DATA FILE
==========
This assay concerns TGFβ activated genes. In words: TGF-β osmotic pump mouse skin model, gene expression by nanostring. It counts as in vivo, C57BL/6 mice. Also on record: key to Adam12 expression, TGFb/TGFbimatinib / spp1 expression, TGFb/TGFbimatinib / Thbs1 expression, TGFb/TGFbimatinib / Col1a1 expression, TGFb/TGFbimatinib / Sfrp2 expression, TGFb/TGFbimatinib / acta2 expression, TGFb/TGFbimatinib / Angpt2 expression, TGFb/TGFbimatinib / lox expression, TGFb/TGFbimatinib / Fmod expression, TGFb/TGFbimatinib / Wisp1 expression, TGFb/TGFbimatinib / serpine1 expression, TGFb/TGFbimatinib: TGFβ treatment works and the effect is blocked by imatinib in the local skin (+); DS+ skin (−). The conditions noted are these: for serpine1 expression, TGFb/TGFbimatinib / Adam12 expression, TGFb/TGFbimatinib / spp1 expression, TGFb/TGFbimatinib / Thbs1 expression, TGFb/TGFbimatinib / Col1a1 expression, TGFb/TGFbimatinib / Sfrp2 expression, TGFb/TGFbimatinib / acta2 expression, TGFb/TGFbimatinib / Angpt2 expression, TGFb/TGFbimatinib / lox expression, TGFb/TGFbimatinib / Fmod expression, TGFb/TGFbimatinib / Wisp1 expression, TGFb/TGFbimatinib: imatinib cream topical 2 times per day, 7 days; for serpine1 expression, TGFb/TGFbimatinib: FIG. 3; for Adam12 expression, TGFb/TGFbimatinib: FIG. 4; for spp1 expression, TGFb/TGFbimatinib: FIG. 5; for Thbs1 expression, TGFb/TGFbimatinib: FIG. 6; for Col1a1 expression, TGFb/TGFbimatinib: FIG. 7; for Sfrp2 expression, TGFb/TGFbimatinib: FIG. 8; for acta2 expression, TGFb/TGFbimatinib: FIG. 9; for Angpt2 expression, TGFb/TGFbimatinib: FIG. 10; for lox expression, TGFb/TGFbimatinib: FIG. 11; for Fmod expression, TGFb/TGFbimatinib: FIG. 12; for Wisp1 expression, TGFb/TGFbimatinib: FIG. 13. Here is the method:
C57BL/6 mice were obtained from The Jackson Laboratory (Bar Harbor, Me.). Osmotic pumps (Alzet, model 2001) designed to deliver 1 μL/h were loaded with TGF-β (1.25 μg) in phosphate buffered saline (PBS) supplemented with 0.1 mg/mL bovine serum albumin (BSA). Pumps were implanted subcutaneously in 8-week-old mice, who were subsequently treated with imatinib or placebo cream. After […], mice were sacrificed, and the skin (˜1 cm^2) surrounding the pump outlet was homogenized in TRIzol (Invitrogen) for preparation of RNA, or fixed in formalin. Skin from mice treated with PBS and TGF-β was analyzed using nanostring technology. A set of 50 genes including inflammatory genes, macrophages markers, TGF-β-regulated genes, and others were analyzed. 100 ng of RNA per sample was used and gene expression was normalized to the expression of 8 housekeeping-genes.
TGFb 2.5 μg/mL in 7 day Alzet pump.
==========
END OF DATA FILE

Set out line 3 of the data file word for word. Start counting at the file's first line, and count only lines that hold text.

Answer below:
TGFb 2.5 μg/mL in 7 day Alzet pump.